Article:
Business intelligence gives organizations the ability to ask questions in simple language and get answers they can understand. Instead of using the best guesses, they can base their decisions on what their business data tells them, whether in relation to production, supply chain, customers, or market trends. The general objective of business intelligence is to enable a company to make informed decisions. A company with a BI strategy that works will have accurate, complete, and organized data. Business intelligence can be used to show historical patterns to help stakeholders assess the state of their organization, alerting them to problems and possible improvements.
Business intelligence (BI) is a technology-driven process for analyzing data and providing actionable information that helps executives, managers, and workers make informed business decisions. Self-service business intelligence environments allow business users to query BI data, create data visualizations, and design control panels themselves. Keep in mind that artificial intelligence and machine learning will continue to grow, and that companies can integrate AI insights into a broader BI strategy. For example, BI includes tools for sharing data and managing projects that facilitate collaboration, something that has become vital for encouraging teamwork and maintaining productivity in the workplace, especially at a time when employees are forced to work from home.
Modern business intelligence solutions prioritize flexible self-service analysis, data governed on trusted platforms, empowered business users, and speed to obtain information. This allows companies to use BI functions more quickly and refine or modify development plans as business needs change or new requirements arise. Business intelligence can also help organize teams, keeping them abreast of key performance indicators (KPIs).As part of the BI process, organizations collect data from internal IT systems and external sources, prepare it for analysis, query the data, and create data visualizations, BI dashboards, and reports to make analysis results available to business users for operational decision-making and strategic planning. This separation between business intelligence and business analysis can help determine what type of functionality you want a BI tool to have and which can be omitted.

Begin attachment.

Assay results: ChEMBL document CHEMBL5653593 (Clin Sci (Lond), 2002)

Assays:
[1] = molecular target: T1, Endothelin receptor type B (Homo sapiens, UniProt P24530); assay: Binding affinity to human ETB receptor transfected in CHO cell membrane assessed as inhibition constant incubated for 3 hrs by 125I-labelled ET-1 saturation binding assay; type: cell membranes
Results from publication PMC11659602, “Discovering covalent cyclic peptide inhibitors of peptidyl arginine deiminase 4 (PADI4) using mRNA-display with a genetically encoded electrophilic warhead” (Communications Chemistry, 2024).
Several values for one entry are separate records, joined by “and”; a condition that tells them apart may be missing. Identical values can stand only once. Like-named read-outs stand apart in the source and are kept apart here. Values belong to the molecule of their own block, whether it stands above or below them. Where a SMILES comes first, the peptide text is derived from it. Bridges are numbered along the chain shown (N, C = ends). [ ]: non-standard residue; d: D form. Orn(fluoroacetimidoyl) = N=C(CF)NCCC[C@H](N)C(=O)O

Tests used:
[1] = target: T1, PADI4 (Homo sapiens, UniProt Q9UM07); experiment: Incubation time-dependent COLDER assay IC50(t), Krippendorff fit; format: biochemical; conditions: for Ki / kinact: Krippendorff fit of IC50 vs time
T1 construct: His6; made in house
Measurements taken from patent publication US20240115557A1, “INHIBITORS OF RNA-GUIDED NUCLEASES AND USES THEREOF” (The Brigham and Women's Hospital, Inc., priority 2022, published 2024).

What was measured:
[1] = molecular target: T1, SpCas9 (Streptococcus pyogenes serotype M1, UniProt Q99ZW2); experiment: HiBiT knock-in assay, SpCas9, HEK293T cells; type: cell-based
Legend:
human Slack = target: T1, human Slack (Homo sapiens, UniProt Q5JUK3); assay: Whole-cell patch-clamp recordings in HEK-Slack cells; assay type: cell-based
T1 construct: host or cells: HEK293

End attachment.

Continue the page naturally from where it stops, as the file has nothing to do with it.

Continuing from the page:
It was formerly known as Zoho Reports, which was redesigned to make it a more robust cloud-hosted platform that includes online reporting, detailed analysis, and self-service business intelligence. For example, financial services firm Charles Schwab used business intelligence to obtain a comprehensive view of all its branches in the United States to understand performance metrics and identify areas of opportunity. All of these things come together to create a comprehensive vision of a company that helps people make better, practical decisions. Access to a central business intelligence platform allowed Schwab to gather data from its branches into a single view.
To understand these advanced techniques, specialized business knowledge and statistics are still required to correctly interpret what the algorithms find. If you're just starting your journey into the world of business intelligence (BI), this helpful guide is for you. This access to information helps users support business decisions with concrete numbers instead of instincts and anecdotes.